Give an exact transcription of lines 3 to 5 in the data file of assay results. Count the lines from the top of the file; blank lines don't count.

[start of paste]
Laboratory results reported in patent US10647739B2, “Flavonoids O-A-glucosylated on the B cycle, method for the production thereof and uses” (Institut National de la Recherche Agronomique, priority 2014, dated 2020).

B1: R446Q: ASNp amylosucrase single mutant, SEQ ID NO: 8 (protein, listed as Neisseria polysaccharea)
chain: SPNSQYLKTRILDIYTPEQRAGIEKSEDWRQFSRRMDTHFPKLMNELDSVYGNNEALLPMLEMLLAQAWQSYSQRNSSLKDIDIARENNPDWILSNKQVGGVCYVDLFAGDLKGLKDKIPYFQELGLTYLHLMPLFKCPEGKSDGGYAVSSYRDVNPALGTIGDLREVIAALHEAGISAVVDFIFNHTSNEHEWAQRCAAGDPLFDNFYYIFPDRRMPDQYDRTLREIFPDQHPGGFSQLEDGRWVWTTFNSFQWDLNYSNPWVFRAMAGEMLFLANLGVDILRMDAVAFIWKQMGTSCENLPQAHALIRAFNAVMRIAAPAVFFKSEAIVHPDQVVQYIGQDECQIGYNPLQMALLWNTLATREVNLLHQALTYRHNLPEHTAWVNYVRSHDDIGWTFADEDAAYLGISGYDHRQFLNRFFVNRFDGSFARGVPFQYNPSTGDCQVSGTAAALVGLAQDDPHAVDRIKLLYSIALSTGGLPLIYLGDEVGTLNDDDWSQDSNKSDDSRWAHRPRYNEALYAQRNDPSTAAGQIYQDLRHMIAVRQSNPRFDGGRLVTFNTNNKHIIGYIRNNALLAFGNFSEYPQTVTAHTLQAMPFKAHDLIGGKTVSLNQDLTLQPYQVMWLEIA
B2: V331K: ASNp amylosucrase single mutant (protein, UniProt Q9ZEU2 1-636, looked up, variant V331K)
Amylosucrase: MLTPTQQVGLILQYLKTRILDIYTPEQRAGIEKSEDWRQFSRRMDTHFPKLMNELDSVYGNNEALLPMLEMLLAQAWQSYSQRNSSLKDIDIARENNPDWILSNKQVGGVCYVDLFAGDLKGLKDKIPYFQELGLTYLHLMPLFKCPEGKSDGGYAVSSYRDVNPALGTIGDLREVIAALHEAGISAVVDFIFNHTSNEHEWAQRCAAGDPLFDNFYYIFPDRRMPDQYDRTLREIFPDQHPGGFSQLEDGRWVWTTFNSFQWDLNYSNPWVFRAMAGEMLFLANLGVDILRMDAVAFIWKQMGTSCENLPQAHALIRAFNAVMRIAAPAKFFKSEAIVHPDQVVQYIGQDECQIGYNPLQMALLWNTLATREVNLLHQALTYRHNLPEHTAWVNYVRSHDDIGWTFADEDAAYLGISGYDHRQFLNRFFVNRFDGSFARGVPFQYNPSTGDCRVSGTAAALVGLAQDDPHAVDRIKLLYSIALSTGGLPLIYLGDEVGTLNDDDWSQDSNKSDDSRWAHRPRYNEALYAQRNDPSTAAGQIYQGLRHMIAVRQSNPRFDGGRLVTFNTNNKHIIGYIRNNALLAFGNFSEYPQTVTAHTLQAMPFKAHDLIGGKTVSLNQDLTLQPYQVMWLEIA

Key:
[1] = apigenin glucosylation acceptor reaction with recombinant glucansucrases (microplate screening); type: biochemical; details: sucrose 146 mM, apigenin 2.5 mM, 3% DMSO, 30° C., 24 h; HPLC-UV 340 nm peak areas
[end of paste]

chain: SPNSQYLKTRILDIYTPEQRAGIEKSEDWRQFSRRMDTHFPKLMNELDSVYGNNEALLPMLEMLLAQAWQSYSQRNSSLKDIDIARENNPDWILSNKQVGGVCYVDLFAGDLKGLKDKIPYFQELGLTYLHLMPLFKCPEGKSDGGYAVSSYRDVNPALGTIGDLREVIAALHEAGISAVVDFIFNHTSNEHEWAQRCAAGDPLFDNFYYIFPDRRMPDQYDRTLREIFPDQHPGGFSQLEDGRWVWTTFNSFQWDLNYSNPWVFRAMAGEMLFLANLGVDILRMDAVAFIWKQMGTSCENLPQAHALIRAFNAVMRIAAPAVFFKSEAIVHPDQVVQYIGQDECQIGYNPLQMALLWNTLATREVNLLHQALTYRHNLPEHTAWVNYVRSHDDIGWTFADEDAAYLGISGYDHRQFLNRFFVNRFDGSFARGVPFQYNPSTGDCQVSGTAAALVGLAQDDPHAVDRIKLLYSIALSTGGLPLIYLGDEVGTLNDDDWSQDSNKSDDSRWAHRPRYNEALYAQRNDPSTAAGQIYQDLRHMIAVRQSNPRFDGGRLVTFNTNNKHIIGYIRNNALLAFGNFSEYPQTVTAHTLQAMPFKAHDLIGGKTVSLNQDLTLQPYQVMWLEIA
B2: V331K: ASNp amylosucrase single mutant (protein, UniProt Q9ZEU2 1-636, looked up, variant V331K)
Amylosucrase: MLTPTQQVGLILQYLKTRILDIYTPEQRAGIEKSEDWRQFSRRMDTHFPKLMNELDSVYGNNEALLPMLEMLLAQAWQSYSQRNSSLKDIDIARENNPDWILSNKQVGGVCYVDLFAGDLKGLKDKIPYFQELGLTYLHLMPLFKCPEGKSDGGYAVSSYRDVNPALGTIGDLREVIAALHEAGISAVVDFIFNHTSNEHEWAQRCAAGDPLFDNFYYIFPDRRMPDQYDRTLREIFPDQHPGGFSQLEDGRWVWTTFNSFQWDLNYSNPWVFRAMAGEMLFLANLGVDILRMDAVAFIWKQMGTSCENLPQAHALIRAFNAVMRIAAPAKFFKSEAIVHPDQVVQYIGQDECQIGYNPLQMALLWNTLATREVNLLHQALTYRHNLPEHTAWVNYVRSHDDIGWTFADEDAAYLGISGYDHRQFLNRFFVNRFDGSFARGVPFQYNPSTGDCRVSGTAAALVGLAQDDPHAVDRIKLLYSIALSTGGLPLIYLGDEVGTLNDDDWSQDSNKSDDSRWAHRPRYNEALYAQRNDPSTAAGQIYQGLRHMIAVRQSNPRFDGGRLVTFNTNNKHIIGYIRNNALLAFGNFSEYPQTVTAHTLQAMPFKAHDLIGGKTVSLNQDLTLQPYQVMWLEIA